Realtime Meteor Photo Gallery

HALLOWEEN ASTEROID: An asteroid the size of a battleship will fly past the Earth-Moon system on Oct. 31st. There's no danger of a collision. Asteroid 2015 TB145 will be 300,000 miles away from Earth at closest approach on Halloween. That's too far for goosebumps, but close enough for a good view. NASA radar astronomers plan to make high-resolution maps of the passing space rock.

At the moment, 2015 TB145 is still a dim speck in the southern constellation Eridanus. Amateur astronomer Marian Urbanik photographed it on Oct. 26th using a remotely controlled 0.43 meter telescope in Siding Springs, Australia:

When Urbanik took the picture, the asteroid was shining like a 16th magnitude star. By the time it reaches the Earth-Moon system on Halloween, it will have brightened 250-fold to 10th magnitude. That's too dim for the naked eye, but an easy target for experienced astronomers with mid-sized backyard telecopes. An article from Sky & Telescope discusses the asteroid's visibility.

2015 TB145 is about 400 meters wide. According to the Minor Planet Center, this is the closest known approach by an object this large until asteroid 1999 AN10 (800 meters wide) approaches Earth at a distance of 238,000 miles in August 2027.

Lance Benner, a radar astronomer at JPL, has raised the intriguing possibility that 2015 TB145 is not an asteroid. "The asteroid's orbit is very oblong with a high inclination to below the plane of the solar system," said Benner. "Such a unique orbit, along with its high encounter velocity -- about 35 kilometers or 22 miles per second -- raises the question of whether it may be some type of comet. If so, then this would be the first time that the Goldstone radar has imaged a comet from such a close distance."

Realtime Space Weather Photo Gallery

LONG RANGE AURORA FORECAST: On Oct. 7th and 8th, a high-speed stream of solar wind hit Earth's magnetic field, sparking strong geomagnetic storms and auroras. On Nov. 2nd - 5th, it could happen again. The same solar wind stream that caused the October storms is set to return during the first week of November. It is flowing from this hole in the sun's atmosphere:

Image credit: NASA/Solar Dynamics Observatory. Oct. 29, 2015.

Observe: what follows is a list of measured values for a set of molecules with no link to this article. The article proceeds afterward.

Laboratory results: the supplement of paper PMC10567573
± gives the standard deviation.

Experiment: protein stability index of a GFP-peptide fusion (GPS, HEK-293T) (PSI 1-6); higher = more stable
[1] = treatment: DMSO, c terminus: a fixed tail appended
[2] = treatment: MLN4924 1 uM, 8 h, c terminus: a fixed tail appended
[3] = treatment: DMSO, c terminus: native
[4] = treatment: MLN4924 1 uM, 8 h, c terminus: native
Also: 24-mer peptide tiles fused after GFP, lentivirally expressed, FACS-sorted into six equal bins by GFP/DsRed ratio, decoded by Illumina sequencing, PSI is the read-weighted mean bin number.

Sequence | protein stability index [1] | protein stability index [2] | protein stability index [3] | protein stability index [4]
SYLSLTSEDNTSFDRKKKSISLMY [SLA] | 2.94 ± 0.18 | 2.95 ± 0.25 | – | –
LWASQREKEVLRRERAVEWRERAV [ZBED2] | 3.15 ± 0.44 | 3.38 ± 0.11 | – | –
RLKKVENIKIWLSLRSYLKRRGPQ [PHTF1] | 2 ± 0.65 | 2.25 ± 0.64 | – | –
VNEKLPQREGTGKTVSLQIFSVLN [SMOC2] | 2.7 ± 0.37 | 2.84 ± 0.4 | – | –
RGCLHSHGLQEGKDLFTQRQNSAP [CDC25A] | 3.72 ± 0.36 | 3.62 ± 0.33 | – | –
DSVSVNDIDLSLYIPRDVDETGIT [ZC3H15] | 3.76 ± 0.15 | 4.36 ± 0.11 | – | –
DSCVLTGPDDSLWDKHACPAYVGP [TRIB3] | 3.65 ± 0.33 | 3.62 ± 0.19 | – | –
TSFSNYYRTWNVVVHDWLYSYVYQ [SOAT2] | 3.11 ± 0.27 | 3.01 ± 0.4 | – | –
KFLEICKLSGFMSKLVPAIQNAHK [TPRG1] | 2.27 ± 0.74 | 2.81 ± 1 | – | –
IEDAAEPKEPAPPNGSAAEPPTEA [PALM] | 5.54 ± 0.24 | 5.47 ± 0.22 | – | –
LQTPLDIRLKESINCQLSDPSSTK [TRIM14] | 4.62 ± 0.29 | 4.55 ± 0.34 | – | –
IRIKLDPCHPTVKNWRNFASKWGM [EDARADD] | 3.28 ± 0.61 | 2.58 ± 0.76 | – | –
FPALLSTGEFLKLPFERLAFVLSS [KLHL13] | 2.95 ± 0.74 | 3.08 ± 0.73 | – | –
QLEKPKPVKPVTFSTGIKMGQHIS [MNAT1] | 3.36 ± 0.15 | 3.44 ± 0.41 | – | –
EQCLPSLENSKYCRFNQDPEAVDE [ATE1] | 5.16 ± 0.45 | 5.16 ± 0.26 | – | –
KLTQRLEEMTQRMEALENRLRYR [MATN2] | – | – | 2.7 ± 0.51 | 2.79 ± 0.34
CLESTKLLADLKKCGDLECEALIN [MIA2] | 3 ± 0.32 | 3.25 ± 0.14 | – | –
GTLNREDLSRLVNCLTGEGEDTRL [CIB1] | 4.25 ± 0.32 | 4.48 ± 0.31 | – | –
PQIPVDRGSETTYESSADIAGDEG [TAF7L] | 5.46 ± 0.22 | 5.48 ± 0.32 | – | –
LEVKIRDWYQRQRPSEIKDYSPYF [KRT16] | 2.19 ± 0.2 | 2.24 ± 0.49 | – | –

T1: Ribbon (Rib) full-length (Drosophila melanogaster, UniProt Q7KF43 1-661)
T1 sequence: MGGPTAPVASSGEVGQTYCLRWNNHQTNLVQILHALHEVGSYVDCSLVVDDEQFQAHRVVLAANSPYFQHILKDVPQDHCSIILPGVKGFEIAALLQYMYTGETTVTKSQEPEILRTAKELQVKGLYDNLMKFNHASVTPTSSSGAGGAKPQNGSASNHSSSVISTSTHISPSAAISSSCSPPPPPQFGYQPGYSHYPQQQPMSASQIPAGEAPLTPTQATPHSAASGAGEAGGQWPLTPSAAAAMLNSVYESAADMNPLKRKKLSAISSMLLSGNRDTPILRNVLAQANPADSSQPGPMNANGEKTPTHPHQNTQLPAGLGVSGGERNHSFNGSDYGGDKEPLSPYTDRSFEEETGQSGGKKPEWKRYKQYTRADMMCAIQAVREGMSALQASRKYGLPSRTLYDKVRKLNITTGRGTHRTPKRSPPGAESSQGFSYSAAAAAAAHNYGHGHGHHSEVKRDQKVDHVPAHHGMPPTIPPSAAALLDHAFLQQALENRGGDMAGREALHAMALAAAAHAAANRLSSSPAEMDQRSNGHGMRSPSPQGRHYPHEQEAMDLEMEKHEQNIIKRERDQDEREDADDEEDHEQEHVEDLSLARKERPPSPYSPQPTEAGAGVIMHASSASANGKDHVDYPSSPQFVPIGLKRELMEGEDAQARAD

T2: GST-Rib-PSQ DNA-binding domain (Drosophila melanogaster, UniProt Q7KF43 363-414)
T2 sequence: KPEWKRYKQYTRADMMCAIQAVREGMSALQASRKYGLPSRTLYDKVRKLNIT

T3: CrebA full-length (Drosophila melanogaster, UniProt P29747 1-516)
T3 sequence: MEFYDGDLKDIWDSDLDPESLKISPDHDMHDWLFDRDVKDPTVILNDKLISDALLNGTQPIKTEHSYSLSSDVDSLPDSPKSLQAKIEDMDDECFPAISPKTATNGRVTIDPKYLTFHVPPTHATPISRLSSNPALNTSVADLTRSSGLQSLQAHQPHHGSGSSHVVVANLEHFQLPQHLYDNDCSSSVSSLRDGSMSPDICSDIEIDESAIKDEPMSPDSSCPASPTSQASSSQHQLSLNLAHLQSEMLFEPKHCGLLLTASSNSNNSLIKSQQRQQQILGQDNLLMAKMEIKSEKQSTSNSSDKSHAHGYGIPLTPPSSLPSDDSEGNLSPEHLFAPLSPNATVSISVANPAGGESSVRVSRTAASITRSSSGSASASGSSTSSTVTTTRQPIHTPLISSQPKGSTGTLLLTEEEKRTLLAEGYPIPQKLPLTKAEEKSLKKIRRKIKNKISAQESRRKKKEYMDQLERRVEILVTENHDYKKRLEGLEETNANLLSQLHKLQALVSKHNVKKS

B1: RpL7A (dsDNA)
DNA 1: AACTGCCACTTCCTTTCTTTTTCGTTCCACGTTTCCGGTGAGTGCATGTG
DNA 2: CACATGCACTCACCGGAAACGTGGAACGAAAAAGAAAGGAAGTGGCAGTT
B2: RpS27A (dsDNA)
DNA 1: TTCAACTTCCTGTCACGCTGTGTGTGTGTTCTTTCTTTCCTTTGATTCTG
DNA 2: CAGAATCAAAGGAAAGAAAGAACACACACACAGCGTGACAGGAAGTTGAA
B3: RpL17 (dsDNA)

The dark circled region, called a "coronal hole," is where the sun's magnetic field has opened up, allowing solar wind to escape. The last time this particular coronal hole turned toward Earth, in early October, it lashed our planet's magnetic field with an 800 km/s solar wind stream. Now it is turning toward Earth again. Aurora fans, mark your calendar for the first week of November. You might see something like this. Aurora alerts: text or voice

Realtime Aurora Photo Gallery

Realtime Sprite Photo Gallery

  All Sky Fireball Network
Every night, a network of NASA all-sky cameras scans the skies above the United States for meteoritic fireballs. Automated software maintained by NASA's Meteoroid Environment Office calculates their orbits, velocity, penetration depth in Earth's atmosphere and many other characteristics. Daily results are presented here on

On Oct. 29, 2015, the network reported 15 fireballs.
(11 sporadics, 4 Southern Taurids)

In this diagram of the inner solar system, all of the fireball orbits intersect at a single point--Earth. The orbits are color-coded by velocity, from slow (red) to fast (blue). [Larger image] [movies]

  Near Earth Asteroids
Potentially Hazardous Asteroids (PHAs) are space rocks larger than approximately 100m that can come closer to Earth than 0.05 AU. None of the known PHAs is on a collision course with our planet, although astronomers are finding new ones all the time.
On October 29, 2015 there were 1631 potentially hazardous asteroids.